Southern California resident Arthur Lopez spent 37 days in jail for what he saw as a “bogus” criminal charge of violating a restraining order. A superior court judge didn’t think much of the case either and dismissed it before trial. That scenario gave Lopez the belief he had a solid, civil rights lawsuit against the Newport Beach Police Department (NBPD) and Josh Vincelet, the officer he blamed for false arrest, false imprisonment and malicious prosecution.
Lopez’s plight began on July 29, 2016, when his ex-wife, who had a restraining order that required he stay at least 100 yards away, spotted him driving ahead of the vehicle in which she was a passenger.
Disturbed by the sighting on Pacific Coast Highway in Corona Del Mar, the ex-wife–a victim of domestic violence–contacted NBPD; said she didn’t know if the incident was accidental or not; but ultimately made a police report.
Weeks later, Vincelet called Lopez, who said he couldn’t recall the day and had no recollection of seeing his ex-wife. He explained that, though he lived in Riverside County, he often visited the area near Corona del Mar State Beach to walk after regular physical therapy treatments at a nearby doctor’s office. To bolster his story, he gave the cop the name of the medical facility and its phone number. He also said surveillance camera footage at the state beach would confirm that he frequented the area.
“I had [no] way of knowing when [my ex-wife] would be in that state beach or state highway,” Lopez told the officer.
But he claims Vincelet didn’t bother to checkout his story before getting the Orange County district attorney’s office to file a charge that he knowingly and willfully violated the terms of the restraining order.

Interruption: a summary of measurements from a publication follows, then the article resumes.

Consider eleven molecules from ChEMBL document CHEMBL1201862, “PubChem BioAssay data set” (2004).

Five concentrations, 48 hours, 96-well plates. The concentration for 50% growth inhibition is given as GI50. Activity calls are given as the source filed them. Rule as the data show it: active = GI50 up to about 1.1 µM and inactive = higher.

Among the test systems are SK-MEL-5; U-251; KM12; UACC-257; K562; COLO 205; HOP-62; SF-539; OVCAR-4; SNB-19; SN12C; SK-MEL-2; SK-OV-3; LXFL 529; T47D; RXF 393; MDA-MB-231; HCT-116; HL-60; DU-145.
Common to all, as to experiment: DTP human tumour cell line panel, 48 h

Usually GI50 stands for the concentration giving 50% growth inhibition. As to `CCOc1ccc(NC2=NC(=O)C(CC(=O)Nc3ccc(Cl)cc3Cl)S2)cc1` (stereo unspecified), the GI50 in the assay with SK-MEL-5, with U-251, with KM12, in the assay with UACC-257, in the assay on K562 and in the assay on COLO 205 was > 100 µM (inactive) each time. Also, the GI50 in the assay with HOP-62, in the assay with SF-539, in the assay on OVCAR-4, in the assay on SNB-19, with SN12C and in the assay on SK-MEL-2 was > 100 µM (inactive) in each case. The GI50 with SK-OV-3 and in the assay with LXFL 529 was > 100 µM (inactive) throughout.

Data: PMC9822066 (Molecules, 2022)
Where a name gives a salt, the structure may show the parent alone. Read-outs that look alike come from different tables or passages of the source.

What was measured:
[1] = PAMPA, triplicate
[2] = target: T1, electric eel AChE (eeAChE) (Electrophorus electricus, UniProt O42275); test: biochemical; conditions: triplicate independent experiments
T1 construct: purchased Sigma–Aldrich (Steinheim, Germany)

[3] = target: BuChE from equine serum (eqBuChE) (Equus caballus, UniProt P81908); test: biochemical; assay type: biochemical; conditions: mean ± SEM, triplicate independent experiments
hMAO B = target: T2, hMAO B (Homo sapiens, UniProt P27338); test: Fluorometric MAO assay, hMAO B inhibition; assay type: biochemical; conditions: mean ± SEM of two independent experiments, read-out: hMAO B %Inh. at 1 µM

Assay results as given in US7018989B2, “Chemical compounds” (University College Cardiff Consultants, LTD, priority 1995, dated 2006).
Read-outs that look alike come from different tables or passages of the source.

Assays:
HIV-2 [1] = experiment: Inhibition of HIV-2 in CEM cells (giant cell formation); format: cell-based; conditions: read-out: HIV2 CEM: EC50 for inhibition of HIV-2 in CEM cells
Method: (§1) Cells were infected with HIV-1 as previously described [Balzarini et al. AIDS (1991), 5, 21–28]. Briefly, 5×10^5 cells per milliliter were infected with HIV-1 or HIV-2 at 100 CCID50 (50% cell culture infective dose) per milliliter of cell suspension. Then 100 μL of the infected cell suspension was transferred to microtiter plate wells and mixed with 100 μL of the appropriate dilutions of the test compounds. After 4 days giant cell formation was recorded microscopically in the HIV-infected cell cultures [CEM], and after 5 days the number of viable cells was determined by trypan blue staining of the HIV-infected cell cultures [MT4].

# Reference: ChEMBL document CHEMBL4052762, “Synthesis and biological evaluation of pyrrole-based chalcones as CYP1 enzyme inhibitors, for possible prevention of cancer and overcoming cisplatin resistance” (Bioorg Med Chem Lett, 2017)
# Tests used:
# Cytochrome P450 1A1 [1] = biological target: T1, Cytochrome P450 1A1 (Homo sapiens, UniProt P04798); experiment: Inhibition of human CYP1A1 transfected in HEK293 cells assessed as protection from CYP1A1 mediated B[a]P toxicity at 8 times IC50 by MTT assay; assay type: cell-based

In March 2017, Lopez filed a lawsuit arguing his constitutional rights had been trampled because of his “Hispanic-Mexican heritage, male gender and Catholic-Christian religion.”
U.S. Magistrate Judge Michael R. Wilner in Los Angeles wasn’t impressed after studying the accusations.
“The court concludes the detective is entitled to summary judgment on these causes of action,” Wilner wrote in a report. “The undisputed facts could not lead any rational jury to conclude that the detective’s actions rose to the level of constitutional violations under settled Ninth Circuit law.”
Wilner didn’t buy Lopez’s cries of innocence either, opining, “The ex-wife gave a statement to the police describing plaintiff’s undeniably suspicious behavior when driving in close proximity to her.”
The magistrate judge noted that officers understandably believed he had committed “reverse tailgating” by deliberating driving slowly on the highway in front of his ex-wife.
According to the driver of the vehicle with the ex-wife, Lopez “drove very slowly . . . going unnaturally slow [and] kept breaking as if he knew we were behind him . . . It felt uncomfortable.”
After a Ninth Circuit panel rejected Lopez’s appeal of the magistrate judge’s conclusions, U.S. District Court Judge Valerie Baker Fairbank backed Wilner and dismissed the lawsuit this month.
It’s unclear if the plaintiff now will have to pay the legal costs for Vincelet and the City of Newport Beach.
R. Scott Moxley’s award-winning investigative journalism has touched nerves for two decades. An angry congressman threatened to break Moxley’s knee caps. A dirty sheriff promised his critical reporting was irrelevant and then landed in prison. The U.S. House of Representatives debated his work. Federal prosecutors credited his stories for the arrest of a doctor who sold fake medicine to dying patients. Moxley has won Journalist of the Year honors at the Los Angeles Press Club; been named Distinguished Journalist of the Year by the LA Society of Professional Journalists; and hailed by two New York Times Magazine writers for his “herculean job” exposing Southern California law enforcement corruption.